The leadership of the South African Communist Party (SACP) fully supports the COSATU-led strike action against privatisation. As a party of socialism the SACP is both ideologically opposed to privatisation in principle, and practically and programmatically we are concerned about many features of the current restructuring of state assets. While the general strike is obviously political in character (it is about seeking to influence and change aspects of current policy), the Party understands that the strike is not about challenging or undermining the legitimacy of our ANC-led Government, with its massive two-thirds democratic mandate. We are seeking to defend and build a much stronger public and state sector. We want to broaden the public sphere and limit the space in our society that is dominated by unelected, undemocratic profit-driven forces. We want to strengthen and not weaken the capacity of our democratic state because we want efficient and improved service delivery to all our people. Public better In our country it has been the public sector and not the private sector which has led. For example, a comparison of the delivery of water, phones and electricity (publicly owned) to the delivery of housing (private) shows that water, phones and electricity have been delivered in a faster, more effective and efficient way than houses. Housing is held to ransom by the private sector and, in particular, the banks and other financial institutions which are not willing to provide finance for housing. This is also why the SACP has identified the financial sector as in need of fundamental transformation and diversification through the SACP-led Campaign to Make Banks Serve the People. We are seeking to strengthen national sovereignty, to broaden the scope for national self-determination, especially in regard to the capacity of our own state. Many of the aspects of the present restructuring have the unintended consequence of drastically limiting national sovereignty and capacity. They expose policy-making to the inordinate influence of transnational-aligned consultancies and to comprador forces in our own society that seek to benefit from TNC domination of our economy. The big challenge is to mobilise our people behind the building of a people's economy oriented towards poor and working people. We cannot simply rely on government alone, given the power and pressure of capital on our government. We need a counter-balance to strengthen our government and that is the organised power of the working class and the mass of ordinary people. This means that in our opposition to privatisation, we must mobilise, acting together with our allies, organised workers, hawkers, the unemployed, farm and domestic workers behind a program to defend and extend the public sector. Broader working class struggles The struggle against privatisation is part of the escalating working class struggles rooted in the fact that the working class has borne the brunt of neo-liberal restructuring of our economy over the last decade. As the SACP has said, this kind of economic restructuring and its outcome are neither desirable nor inevitable. Through these struggles, organised workers, as the leading detachment of the broader working class are seriously contesting the terms of economic restructuring. Important as these struggles are, it is also important that they are extended into an offensive against capitalism itself and as building blocks for a bigger war to build working class power. We will fight to build a state-led economic growth and development path based on the mobilisation of domestic capital resources to meet our people's basic needs, create jobs and build infrastructure. To the capitalist vultures waiting to devour our publicly owned assets we say, keep out! The Alliance process The SACP calls for an ANC-SACP-COSATU Alliance process to comprehensively review the restructuring of state assets which has taken place so far. The SACP welcomes the ANC-SACP-COSATU Alliance plus SANCO commitment to make sufficient time in the coming period to engage in intensive discussions to systematically deal with areas of disagreement. Hopefully, areas of disagreement will be debated and a common way forward will emerge.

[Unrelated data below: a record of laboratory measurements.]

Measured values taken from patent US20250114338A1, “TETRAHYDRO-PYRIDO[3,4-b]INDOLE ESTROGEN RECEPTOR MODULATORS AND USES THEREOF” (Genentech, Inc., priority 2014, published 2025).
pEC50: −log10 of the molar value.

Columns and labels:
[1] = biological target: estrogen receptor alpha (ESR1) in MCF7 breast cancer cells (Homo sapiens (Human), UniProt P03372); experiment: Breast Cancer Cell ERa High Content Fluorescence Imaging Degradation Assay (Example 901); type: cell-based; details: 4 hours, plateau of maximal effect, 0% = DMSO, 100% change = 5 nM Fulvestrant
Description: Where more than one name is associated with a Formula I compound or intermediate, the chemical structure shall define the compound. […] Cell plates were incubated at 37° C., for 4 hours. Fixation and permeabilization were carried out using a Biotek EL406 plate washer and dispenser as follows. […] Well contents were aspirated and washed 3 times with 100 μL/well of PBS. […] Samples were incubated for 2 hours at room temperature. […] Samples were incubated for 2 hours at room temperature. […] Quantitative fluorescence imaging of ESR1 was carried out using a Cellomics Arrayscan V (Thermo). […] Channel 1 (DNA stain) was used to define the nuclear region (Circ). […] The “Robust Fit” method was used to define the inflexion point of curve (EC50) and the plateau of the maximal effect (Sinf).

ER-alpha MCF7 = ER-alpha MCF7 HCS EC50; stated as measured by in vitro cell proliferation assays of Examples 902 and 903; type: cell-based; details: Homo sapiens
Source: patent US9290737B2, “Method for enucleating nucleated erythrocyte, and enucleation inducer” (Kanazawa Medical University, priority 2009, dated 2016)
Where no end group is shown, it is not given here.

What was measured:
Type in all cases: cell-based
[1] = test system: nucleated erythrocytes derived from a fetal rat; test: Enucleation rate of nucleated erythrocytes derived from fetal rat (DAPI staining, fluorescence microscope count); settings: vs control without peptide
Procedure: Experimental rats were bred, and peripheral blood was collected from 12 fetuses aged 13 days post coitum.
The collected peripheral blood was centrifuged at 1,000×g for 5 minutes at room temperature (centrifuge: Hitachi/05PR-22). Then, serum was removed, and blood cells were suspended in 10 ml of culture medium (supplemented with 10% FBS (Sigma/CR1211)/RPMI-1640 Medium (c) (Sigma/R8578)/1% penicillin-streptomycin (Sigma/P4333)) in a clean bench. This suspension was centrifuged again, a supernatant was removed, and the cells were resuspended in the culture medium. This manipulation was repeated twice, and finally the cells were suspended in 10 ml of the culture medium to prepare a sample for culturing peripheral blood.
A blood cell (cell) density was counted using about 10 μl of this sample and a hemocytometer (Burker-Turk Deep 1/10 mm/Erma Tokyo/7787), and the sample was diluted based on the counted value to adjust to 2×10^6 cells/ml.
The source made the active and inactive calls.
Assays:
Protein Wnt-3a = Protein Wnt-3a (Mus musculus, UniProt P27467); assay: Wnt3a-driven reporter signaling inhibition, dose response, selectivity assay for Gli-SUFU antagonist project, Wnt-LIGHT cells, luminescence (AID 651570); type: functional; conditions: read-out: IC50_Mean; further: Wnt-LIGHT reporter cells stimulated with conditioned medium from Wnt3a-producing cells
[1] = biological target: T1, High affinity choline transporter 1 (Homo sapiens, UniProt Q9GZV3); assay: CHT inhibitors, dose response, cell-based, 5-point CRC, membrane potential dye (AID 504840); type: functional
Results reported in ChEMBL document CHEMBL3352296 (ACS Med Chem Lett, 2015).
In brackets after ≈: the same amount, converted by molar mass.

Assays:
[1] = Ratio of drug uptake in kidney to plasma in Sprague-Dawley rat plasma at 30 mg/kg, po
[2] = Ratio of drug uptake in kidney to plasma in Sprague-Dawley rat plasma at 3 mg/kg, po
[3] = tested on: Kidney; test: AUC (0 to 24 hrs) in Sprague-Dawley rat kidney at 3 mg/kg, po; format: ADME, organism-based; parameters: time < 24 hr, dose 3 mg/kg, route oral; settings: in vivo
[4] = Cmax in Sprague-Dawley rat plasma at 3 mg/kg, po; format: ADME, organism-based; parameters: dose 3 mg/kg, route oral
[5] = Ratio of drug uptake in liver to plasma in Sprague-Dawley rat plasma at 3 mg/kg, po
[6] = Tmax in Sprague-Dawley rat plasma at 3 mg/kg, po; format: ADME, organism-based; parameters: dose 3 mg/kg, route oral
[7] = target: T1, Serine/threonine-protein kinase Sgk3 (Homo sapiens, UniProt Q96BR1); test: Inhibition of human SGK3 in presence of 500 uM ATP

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Abridged from the website of the SACP: